“Energy storage is the foundation from which all renewable-sourced decarbonization efforts must be built,” said Matt Clenchy, analyst with Orennia, a technology company that provides data and analytics on the energy transition for investors. “Renewable energy is intermittent … because of this, high levels of renewable penetration can threaten grid reliability, so grid operators rely on energy storage to shift energy to peak demand hours. For renewable energy to meaningfully displace baseload fossil fuel generation, it must be deployed alongside storage.”

Ryan Brown, CEO and co-founder of Canada’s Salient Energy, said, “The growth in energy storage will definitely continue. Energy storage is critical to integrating large amounts of wind and solar power into the grid.” Brown, whose company develops zinc-ion batteries for stationary energy storage, told POWER: “Governments have set aggressive targets for renewable penetration that will only be possible with significant investment in energy storage. I believe these targets will be taken seriously for two main reasons. First, the increasing occurrence of extreme weather is making climate change an increasingly important issue to everyday people. Second, Russia’s attempt to weaponize the EU’s [European Union’s] dependence on its natural gas has caused lawmakers to view the transition to renewable energy as critical to national security. So, the growth in energy storage will continue because it is driven by issues that are becoming increasingly important and urgent.”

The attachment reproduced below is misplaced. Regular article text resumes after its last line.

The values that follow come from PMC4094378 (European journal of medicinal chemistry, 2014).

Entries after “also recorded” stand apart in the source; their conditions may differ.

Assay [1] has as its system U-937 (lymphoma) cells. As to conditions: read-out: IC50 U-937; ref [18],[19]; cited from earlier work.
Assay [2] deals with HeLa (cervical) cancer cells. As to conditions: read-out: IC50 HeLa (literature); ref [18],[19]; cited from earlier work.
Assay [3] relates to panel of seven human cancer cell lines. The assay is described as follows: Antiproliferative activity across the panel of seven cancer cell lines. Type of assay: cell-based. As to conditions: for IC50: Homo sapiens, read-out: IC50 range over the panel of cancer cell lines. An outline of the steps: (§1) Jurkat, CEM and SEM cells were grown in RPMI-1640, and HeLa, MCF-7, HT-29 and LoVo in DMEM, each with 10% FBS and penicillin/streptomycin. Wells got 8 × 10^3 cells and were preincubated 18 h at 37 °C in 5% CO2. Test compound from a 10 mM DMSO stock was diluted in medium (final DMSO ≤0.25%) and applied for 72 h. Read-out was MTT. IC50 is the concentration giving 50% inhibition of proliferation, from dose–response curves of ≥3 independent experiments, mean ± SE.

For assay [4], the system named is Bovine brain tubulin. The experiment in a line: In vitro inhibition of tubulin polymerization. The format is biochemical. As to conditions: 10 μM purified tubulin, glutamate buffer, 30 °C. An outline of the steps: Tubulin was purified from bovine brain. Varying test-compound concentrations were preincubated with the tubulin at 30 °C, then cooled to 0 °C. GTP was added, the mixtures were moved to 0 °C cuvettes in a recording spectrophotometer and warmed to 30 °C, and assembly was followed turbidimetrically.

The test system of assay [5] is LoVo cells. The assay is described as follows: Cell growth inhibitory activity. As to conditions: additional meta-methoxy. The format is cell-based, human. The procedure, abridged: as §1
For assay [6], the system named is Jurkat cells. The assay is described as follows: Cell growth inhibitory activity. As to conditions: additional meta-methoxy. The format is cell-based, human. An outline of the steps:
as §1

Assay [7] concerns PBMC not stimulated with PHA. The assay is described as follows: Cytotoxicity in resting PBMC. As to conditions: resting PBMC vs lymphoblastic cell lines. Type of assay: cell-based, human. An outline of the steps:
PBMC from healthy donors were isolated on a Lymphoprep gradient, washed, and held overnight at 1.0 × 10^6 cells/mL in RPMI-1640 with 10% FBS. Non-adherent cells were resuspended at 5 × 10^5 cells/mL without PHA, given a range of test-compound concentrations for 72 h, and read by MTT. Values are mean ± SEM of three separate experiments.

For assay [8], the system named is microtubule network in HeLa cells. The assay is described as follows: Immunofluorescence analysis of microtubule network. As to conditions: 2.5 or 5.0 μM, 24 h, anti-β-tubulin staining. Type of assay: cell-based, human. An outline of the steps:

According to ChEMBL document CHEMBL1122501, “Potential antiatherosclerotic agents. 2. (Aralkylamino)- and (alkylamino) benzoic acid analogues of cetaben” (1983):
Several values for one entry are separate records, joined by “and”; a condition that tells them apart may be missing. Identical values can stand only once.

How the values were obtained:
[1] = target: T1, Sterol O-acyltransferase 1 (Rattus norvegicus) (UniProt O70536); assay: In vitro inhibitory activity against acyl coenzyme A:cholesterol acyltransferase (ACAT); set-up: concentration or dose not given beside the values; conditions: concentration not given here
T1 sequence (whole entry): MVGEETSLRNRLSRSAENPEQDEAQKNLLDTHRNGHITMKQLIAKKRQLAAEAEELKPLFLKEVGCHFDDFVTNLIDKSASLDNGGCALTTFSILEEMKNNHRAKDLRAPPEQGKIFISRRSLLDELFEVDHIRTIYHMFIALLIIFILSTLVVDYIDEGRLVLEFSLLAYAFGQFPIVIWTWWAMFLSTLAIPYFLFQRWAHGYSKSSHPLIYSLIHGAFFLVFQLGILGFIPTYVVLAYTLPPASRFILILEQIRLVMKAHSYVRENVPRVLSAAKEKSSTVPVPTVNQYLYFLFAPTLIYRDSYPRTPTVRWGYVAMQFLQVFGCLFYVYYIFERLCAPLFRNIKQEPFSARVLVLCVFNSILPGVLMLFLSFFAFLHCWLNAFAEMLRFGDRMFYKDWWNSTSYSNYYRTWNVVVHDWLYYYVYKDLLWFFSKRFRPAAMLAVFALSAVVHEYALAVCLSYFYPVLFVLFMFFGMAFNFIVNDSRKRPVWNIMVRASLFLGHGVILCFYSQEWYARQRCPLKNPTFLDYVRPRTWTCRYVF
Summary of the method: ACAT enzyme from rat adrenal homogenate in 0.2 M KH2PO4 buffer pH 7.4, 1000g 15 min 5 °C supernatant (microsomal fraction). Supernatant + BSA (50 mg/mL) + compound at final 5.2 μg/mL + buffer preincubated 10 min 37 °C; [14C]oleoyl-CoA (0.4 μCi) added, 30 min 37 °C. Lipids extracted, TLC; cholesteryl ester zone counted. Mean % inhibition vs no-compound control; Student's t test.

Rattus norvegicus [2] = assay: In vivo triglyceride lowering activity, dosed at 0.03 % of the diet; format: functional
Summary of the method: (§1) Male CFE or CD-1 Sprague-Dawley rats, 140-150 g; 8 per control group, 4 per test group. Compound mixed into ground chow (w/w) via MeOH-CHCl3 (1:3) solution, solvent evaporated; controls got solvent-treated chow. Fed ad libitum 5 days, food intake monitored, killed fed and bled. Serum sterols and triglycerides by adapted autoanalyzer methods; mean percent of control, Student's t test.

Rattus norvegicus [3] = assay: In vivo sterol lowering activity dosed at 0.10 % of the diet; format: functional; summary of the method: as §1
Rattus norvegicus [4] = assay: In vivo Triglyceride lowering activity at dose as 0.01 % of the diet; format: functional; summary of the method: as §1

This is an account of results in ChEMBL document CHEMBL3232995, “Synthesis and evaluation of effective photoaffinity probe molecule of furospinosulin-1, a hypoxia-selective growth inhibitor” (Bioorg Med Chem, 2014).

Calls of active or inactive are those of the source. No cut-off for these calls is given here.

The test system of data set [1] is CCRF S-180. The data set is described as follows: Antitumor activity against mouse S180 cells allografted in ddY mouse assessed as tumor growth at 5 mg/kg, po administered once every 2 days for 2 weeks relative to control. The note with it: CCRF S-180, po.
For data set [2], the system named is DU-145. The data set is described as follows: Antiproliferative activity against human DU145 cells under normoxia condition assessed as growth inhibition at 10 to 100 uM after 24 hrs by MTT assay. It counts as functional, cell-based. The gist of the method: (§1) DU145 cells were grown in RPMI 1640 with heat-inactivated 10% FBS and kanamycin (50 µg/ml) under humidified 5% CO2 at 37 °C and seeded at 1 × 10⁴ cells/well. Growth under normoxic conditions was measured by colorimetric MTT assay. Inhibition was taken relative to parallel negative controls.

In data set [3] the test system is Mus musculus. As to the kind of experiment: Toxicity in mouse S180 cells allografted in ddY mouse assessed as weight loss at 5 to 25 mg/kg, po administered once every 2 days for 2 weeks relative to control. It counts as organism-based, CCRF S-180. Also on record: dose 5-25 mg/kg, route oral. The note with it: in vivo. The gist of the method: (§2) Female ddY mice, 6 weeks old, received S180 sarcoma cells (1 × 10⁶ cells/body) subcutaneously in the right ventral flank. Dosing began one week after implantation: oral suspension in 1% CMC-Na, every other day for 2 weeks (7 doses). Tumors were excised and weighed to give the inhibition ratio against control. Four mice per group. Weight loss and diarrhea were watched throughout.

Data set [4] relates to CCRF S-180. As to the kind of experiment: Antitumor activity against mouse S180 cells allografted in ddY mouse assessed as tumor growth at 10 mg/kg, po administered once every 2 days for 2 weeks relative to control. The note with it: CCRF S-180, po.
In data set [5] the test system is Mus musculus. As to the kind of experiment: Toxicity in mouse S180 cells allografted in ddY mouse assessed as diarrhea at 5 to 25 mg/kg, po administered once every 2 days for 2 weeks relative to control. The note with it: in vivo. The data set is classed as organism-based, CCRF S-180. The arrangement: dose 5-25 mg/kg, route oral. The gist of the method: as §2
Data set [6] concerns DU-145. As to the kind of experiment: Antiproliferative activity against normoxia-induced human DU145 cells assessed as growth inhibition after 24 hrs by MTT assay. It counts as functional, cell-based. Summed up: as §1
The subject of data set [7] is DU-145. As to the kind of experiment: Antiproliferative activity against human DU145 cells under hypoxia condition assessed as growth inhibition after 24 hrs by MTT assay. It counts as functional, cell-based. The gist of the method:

“The demand for energy storage will continue to grow. According to the BloombergNEF  2H2022 Energy Storage Market Outlook forecast, energy storage installations are set to reach a cumulative 411 GW (or 1,194 GWh) of capacity at global level by the end of 2030,” said Matthew Towery, senior manager of Energy Storage at Enertis Applus+. “This is 15 times greater than the storage capacity that was online at the end of 2021 (27 GW or 56 GWh). The U.S. and China are set to remain the largest markets, representing over half of global storage installations worldwide by the end of the decade.”